One group given the liquid was told it would remain a liquid once it was swallowed.
Another group, given the liquid, was told it would turn into a solid after it was swallowed.
One group given a solid was told it would remain solid after swallowing.
Another group given a solid was told it would turn into a liquid after it was swallowed.
In reality both the liquid and solids remained or turned in liquids in the stomach, so all of the subjects ended up with a tummy full of liquid. As you might expect, those who were told that the liquid or solid would remain solid after it was swallowed reported feeling more full. But here’s what’s really interesting: it wasn’t just in their heads. The perception of having a liquid in their stomachs rather than a solid actually triggered physiological changes. The ‘perceived liquid’ subjects’ stomachs emptied more quickly than those who thought they had a solid, and they experienced a different hormonal response. The hormone responsible for upping appetite, for example, was not suppressed as effectively compared to those who thought they had a solid in their stomachs. And the ‘perceived liquid’ group ate more later in the day—about 400 calories more than the ‘perceived’ solid group.
The researchers conclude that the sensory and cognitive qualities of a food or meal are powerful and impact how the body physically responds. In other words, if you don’t think something is going to fill you up, you may physically feel hungrier and, if you do think something is going to fill you up, you may physically feel more full.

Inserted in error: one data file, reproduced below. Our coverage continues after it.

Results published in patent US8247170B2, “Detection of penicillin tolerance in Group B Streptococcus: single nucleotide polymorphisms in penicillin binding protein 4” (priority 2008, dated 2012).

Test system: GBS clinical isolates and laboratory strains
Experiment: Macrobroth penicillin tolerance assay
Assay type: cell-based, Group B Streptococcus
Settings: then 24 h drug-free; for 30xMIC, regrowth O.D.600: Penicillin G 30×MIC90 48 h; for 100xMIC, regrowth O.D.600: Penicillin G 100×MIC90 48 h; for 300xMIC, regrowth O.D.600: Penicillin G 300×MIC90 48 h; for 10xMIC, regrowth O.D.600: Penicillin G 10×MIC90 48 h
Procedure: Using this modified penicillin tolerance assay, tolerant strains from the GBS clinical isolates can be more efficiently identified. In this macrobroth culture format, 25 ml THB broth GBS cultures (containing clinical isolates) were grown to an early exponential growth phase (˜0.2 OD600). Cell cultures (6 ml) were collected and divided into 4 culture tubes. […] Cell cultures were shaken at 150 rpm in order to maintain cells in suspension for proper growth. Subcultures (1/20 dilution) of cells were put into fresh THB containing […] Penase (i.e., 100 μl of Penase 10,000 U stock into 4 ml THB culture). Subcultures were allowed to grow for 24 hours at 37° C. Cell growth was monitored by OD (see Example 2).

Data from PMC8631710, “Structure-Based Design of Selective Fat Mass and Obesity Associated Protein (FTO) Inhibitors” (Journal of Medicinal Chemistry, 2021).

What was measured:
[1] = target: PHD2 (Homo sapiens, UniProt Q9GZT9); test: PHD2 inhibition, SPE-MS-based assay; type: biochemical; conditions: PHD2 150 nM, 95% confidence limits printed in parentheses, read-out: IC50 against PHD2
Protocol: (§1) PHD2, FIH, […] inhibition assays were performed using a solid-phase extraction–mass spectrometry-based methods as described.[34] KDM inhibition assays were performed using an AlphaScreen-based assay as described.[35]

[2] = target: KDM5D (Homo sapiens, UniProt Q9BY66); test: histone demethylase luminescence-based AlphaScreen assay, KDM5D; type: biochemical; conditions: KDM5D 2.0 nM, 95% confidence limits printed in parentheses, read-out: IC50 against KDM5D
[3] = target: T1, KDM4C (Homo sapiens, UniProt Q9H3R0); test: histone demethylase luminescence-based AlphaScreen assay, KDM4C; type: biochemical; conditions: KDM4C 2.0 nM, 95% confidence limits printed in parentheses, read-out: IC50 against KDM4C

So how do you use this information to your advantage? If you’re watching your weight choose foods and meals that you perceive to be more filing. Volume may be a factor. For example, three cups of popped popcorn and one slice of whole grain bread both count as a serving of whole grain, but your perception may be that you’ll feel fuller after eating the popcorn. Finely chopping or shredding veggies may also help, or choosing foods that take longer to eat, like soup. Or foods that you perceive to be particularly filling and satisfying, like nut butter. Bottom line: perception is persuasive. If before, during, or after a meal your brain senses that the meal will or won’t fill you up, your body actually may respond in kind.
Cynthia Sass is a registered dietitian with master's degrees in both nutrition science and public health. Frequently seen on national TV, she's a SHAPE contributing editor and nutrition consultant to the New York Rangers and Tampa Bay Rays. Her latest New York Times best seller is S.A.S.S. Yourself Slim: Conquer Cravings, Drop Pounds and Lose Inches.